A note from Rabbi Gellman:
Every winter and spring, when Father Tom Hartman – my former partner on the God Squad – was well and writing this column with me, we would trade spiritual places. I would write a column about why I love Christmas and Easter, and Tommy would write on why he loves Hanukkah and Passover.
Although Tommy is now disabled due to advanced Parkinson’s disease, God has granted me the blessing of continuing to be temporarily abled. So this year for Hanukkah, which began Tuesday evening with the lighting of the first candle on the menorah, I offer my vivid remembrances of the things Tommy loved about Hanukkah in his name.
The following words are a rendition of what Father Tom told me often and still live in my heart at this season of light and hope:
I love Hanukkah because I love families and I love lights and I love food and I love presents, but mostly because I love God, and Hanukkah has it all. I love Marc and his family, and every Hanukkah I celebrate at least one night of Hanukkah at his home with his family. We light the menorahs, and those little lights remind me of the lights on my Christmas tree.
It just seems so spiritually right that at the darkest time of the year, we light lights to remind us that the sun will grow stronger over time, and so God’s love can grow stronger, as well. We sing songs about dreidels, and they’re good, but, frankly, Christmas has Hanukkah beat in the song department! I love latkes, the fried potato pancakes that are the traditional Hanukkah food. I don’t know why they are, but I love them, so I don’t care. Marc eats latkes with sour cream, and I eat them with applesauce. This may be because Marc’s family comes from Russia, while mine (on my father’s side) comes from Germany. Marc has tried over the years to convert me to sour cream but has utterly failed, yet somehow our love for each other has survived this.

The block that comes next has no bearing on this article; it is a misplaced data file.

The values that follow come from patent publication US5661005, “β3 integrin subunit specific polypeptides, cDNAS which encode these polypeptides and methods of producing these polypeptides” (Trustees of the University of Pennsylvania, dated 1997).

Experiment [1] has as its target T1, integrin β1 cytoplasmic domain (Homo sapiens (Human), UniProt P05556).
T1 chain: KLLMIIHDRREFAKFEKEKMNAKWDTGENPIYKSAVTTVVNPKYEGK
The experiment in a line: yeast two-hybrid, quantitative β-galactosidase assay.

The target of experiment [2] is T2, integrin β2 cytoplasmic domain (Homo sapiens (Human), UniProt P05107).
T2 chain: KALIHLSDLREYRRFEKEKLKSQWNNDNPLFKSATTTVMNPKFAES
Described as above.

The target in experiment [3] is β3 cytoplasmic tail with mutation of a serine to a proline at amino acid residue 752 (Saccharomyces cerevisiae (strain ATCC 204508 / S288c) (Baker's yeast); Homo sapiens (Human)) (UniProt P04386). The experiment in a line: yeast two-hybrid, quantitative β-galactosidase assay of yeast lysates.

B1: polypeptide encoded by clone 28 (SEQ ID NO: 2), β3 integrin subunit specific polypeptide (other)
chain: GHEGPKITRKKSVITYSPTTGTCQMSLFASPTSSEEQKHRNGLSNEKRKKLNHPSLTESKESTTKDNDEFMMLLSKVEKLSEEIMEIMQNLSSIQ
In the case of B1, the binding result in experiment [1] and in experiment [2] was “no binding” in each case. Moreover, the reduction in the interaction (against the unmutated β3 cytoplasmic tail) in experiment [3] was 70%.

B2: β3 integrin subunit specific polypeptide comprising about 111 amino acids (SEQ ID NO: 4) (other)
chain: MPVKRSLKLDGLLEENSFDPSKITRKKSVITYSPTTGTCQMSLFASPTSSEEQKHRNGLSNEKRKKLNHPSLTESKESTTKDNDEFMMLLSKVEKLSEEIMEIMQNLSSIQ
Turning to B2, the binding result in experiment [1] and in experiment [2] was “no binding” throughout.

I love the story of Hanukkah, which is the story of courage in defending the idea of one God in the face of idolatry. The Maccabees’ story (which includes the Jewish festival of Hanukkah) is in the Apocrypha, which is part of the Christian Bible (between the Old and New Testaments). Hanukkah is truly the bridge between the two Testaments, and between Judaism and Christianity.
Almost 200 years before Christ, one family led a revolt that preserved Judaism so that it was alive and thriving when Jesus was born into it. If they had failed, who knows what kind of world Jesus might have inherited at the turn of the millennium?
So I’m thankful for Hanukkah not only because it’s the holiday of my best friend, but also because it’s the historical hyphen in the Judeo-Christian tradition that has shaped our world and given it my Savior.
I love Hanukkah because it brings families together, like all great holidays of every faith. One of the things I love about Judaism is how deeply its rituals are rooted not only in the synagogue but also in the home. The family is the building block of society and of faith, and seeing Marc’s family gathered together gives me hope not only for the survival of Judaism in the world, but also for the survival of God in the world.
I also love Hanukkah because it’s about miracles, and I believe in miracles. The oil sufficient only for one day that burned for eight days is the famous Hanukkah miracle, but it’s not the only one. The triumph of the few over the many, the weak over the strong, and the dispersed over the world’s greatest empire, are also Hanukkah miracles.
Miracles are not just things that cannot happen but happen, anyway. Miracles are the triumph of hope over cynicism. Miracles are the triumph of courage over fear, and the triumph of love over hatred. We needed the old miracles because they remind us that there are more miracles yet to be. The ultimate light of God’s salvation – through miracles – will come to us again, I pray.
To all my Jewish friends, I wish you and your families and friends a Happy Hanukkah!